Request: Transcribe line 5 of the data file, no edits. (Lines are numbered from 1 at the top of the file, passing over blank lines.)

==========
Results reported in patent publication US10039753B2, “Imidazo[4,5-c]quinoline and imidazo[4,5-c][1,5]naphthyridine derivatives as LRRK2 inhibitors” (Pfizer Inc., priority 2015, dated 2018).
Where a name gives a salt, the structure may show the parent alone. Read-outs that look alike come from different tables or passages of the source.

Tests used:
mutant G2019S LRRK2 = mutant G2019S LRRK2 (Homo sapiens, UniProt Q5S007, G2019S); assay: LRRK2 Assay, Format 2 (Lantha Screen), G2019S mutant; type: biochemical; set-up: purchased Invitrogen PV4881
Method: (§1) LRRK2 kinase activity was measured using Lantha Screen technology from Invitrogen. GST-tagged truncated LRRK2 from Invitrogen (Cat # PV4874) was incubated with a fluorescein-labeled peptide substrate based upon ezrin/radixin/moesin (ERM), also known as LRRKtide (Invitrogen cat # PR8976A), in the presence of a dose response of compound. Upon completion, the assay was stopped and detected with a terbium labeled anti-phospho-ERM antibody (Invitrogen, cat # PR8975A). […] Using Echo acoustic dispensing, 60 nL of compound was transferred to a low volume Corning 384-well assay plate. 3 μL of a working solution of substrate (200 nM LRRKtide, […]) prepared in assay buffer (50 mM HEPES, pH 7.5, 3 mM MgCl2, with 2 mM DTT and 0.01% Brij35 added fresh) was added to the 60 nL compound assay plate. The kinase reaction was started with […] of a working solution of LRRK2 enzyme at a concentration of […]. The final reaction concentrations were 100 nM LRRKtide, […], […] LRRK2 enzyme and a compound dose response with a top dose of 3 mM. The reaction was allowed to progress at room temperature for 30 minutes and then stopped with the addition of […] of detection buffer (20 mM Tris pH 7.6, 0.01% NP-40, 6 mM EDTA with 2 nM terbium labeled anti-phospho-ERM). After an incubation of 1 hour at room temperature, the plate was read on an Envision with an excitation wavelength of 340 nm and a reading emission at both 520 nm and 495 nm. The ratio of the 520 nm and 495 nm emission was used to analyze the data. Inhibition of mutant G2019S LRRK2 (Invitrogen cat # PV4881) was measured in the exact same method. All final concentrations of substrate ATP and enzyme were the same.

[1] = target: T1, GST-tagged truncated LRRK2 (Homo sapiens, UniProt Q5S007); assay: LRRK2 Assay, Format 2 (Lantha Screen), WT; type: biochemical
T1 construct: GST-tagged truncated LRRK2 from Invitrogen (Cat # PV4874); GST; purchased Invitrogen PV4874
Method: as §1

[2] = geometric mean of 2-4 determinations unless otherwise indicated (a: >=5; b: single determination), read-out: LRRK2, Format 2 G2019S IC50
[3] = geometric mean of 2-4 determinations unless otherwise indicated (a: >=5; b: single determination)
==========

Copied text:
Method: (§1) LRRK2 kinase activity was measured using Lantha Screen technology from Invitrogen. GST-tagged truncated LRRK2 from Invitrogen (Cat # PV4874) was incubated with a fluorescein-labeled peptide substrate based upon ezrin/radixin/moesin (ERM), also known as LRRKtide (Invitrogen cat # PR8976A), in the presence of a dose response of compound. Upon completion, the assay was stopped and detected with a terbium labeled anti-phospho-ERM antibody (Invitrogen, cat # PR8975A). […] Using Echo acoustic dispensing, 60 nL of compound was transferred to a low volume Corning 384-well assay plate. 3 μL of a working solution of substrate (200 nM LRRKtide, […]) prepared in assay buffer (50 mM HEPES, pH 7.5, 3 mM MgCl2, with 2 mM DTT and 0.01% Brij35 added fresh) was added to the 60 nL compound assay plate. The kinase reaction was started with […] of a working solution of LRRK2 enzyme at a concentration of […]. The final reaction concentrations were 100 nM LRRKtide, […], […] LRRK2 enzyme and a compound dose response with a top dose of 3 mM. The reaction was allowed to progress at room temperature for 30 minutes and then stopped with the addition of […] of detection buffer (20 mM Tris pH 7.6, 0.01% NP-40, 6 mM EDTA with 2 nM terbium labeled anti-phospho-ERM). After an incubation of 1 hour at room temperature, the plate was read on an Envision with an excitation wavelength of 340 nm and a reading emission at both 520 nm and 495 nm. The ratio of the 520 nm and 495 nm emission was used to analyze the data. Inhibition of mutant G2019S LRRK2 (Invitrogen cat # PV4881) was measured in the exact same method. All final concentrations of substrate ATP and enzyme were the same.